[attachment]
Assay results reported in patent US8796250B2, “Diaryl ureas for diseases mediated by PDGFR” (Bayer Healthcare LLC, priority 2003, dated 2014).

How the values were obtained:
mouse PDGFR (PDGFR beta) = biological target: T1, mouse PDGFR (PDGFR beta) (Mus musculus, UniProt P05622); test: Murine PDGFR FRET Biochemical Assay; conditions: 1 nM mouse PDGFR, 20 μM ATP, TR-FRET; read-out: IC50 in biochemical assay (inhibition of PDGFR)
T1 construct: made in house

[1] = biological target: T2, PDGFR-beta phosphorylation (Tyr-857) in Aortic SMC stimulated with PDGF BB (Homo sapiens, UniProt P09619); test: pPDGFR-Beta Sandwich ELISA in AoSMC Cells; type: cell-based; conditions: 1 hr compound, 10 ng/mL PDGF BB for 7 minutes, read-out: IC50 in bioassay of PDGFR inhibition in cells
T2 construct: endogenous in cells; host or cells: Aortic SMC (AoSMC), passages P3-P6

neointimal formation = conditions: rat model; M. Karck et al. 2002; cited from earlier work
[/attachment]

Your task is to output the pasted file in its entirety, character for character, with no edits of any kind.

Assay results reported in patent US8796250B2, “Diaryl ureas for diseases mediated by PDGFR” (Bayer Healthcare LLC, priority 2003, dated 2014).

How the values were obtained:
mouse PDGFR (PDGFR beta) = biological target: T1, mouse PDGFR (PDGFR beta) (Mus musculus, UniProt P05622); test: Murine PDGFR FRET Biochemical Assay; conditions: 1 nM mouse PDGFR, 20 μM ATP, TR-FRET; read-out: IC50 in biochemical assay (inhibition of PDGFR)
T1 construct: made in house

[1] = biological target: T2, PDGFR-beta phosphorylation (Tyr-857) in Aortic SMC stimulated with PDGF BB (Homo sapiens, UniProt P09619); test: pPDGFR-Beta Sandwich ELISA in AoSMC Cells; type: cell-based; conditions: 1 hr compound, 10 ng/mL PDGF BB for 7 minutes, read-out: IC50 in bioassay of PDGFR inhibition in cells
T2 construct: endogenous in cells; host or cells: Aortic SMC (AoSMC), passages P3-P6

neointimal formation = conditions: rat model; M. Karck et al. 2002; cited from earlier work